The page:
A public meeting held in Fort Worth on Tuesday drew crowds eager to weigh in on plans to build a recycling facility near Lake Worth.
Hundreds of Tarrant County residents streamed into the Brewer High School auditorium for the meeting with the Texas Commission on Environmental Quality (TCEQ) called by Rep. Charlie Geren (R-Fort Worth). Front and center was the proposal to erect the BAP Kennor C&D Recycling Facility at 3411 Silver Creek Rd. The 6.6-acre structure would take in approximately 450 tons of construction and demolition waste each day.
The site was previously used as a landfill and a gravel quarry, but it has been inactive since 1985. BAP Kennor is aiming to reactivate the landfill permit, which must be done by the TCEQ.
However, there has been considerable pushback from the community, with many concerned about the risk of contamination of the local environs.
“They only tell you what you want to hear,” said Garry Wilson, a former White Settlement city council member, who referred to BAP Kennor’s explanation of the project as a “fiasco,” according to the Fort Worth Report. “That’s our drinking water. It would only take one little leak to get into it. And you’re not going to know that you’ve been drinking contaminated water for a long time. They say they’re going to test it on a regular basis, but they won’t.”
Others are worried that the recycling facility might worsen road conditions and congestion issues in the vicinity.
“It is already taxed from increased traffic and needs maintenance as it is,” said Fort Worth City Council Member Macy Hill.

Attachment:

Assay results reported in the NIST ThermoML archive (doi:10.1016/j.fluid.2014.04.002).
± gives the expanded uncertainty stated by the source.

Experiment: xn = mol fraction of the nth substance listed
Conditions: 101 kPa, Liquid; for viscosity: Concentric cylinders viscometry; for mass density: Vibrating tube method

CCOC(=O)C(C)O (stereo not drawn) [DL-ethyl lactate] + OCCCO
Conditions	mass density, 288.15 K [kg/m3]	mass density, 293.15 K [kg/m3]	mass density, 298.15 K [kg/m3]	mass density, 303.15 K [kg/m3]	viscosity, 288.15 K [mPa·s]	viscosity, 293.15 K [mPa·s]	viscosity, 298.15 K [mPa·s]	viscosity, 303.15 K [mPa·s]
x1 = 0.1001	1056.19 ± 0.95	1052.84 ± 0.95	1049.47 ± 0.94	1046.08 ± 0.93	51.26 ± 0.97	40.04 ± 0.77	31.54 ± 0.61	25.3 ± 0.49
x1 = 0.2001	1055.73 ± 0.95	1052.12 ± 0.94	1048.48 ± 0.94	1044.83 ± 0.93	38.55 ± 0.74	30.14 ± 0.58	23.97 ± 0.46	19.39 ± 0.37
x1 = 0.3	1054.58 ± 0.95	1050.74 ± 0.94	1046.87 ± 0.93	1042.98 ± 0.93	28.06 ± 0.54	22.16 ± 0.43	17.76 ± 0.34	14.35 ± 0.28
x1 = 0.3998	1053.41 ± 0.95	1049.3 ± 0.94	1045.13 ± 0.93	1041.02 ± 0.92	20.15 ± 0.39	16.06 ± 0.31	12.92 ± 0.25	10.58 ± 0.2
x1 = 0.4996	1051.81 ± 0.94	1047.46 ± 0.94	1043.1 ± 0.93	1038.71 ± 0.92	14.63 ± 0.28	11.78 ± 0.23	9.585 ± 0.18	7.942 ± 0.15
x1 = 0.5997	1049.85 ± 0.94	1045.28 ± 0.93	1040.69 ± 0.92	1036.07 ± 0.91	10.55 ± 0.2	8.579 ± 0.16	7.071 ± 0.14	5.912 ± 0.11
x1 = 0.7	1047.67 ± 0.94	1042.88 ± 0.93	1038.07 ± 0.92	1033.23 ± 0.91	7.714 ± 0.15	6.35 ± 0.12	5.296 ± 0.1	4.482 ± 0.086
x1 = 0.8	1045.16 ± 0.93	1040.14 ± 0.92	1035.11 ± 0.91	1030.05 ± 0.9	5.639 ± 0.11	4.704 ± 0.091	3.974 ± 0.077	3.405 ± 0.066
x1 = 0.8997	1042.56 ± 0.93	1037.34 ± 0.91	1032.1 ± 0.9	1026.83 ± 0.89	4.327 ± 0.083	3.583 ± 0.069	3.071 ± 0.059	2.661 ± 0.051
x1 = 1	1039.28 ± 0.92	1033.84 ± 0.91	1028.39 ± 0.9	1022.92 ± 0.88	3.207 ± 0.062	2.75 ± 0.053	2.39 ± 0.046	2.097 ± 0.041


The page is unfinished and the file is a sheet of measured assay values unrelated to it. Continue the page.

Hill and Geren are not the only public leaders against the project, with Tarrant County Commissioner Manny Ramirez, Fort Worth Mayor Mattie Parker, and Tarrant Regional Water District board member James Hill voicing opposition.
A representative of BAP Kennor, Frank Pugsley, spoke at the meeting, explaining to the audience that the recycling center would be a major win in cleaning up waste by limiting the need to divert recyclable trash from landfills and decreasing illegal dumping.
“We’re providing a convenient option for commercial recycling efforts in the region so that it doesn’t end up on the side of the road, and it doesn’t consume the landfill space that we are running out of,” Pugsley said.
The TCEQ stated that it would respond to the residents’ concerns ahead of filing a recommendation to its executive director, who has the final say in the application to reactivate the landfill permit.
Plans to erect a recycling facility on a 15-acre site near PGA Parkway in Frisco were recently revealed, as covered in The Dallas Express. This represents the second endeavor in the Dallas-Fort Worth area by the Austin-based firm Balcones, which will also be opening a recycling site in McKinney in spring 2026 after being awarded a 15-year recycling contract by city authorities.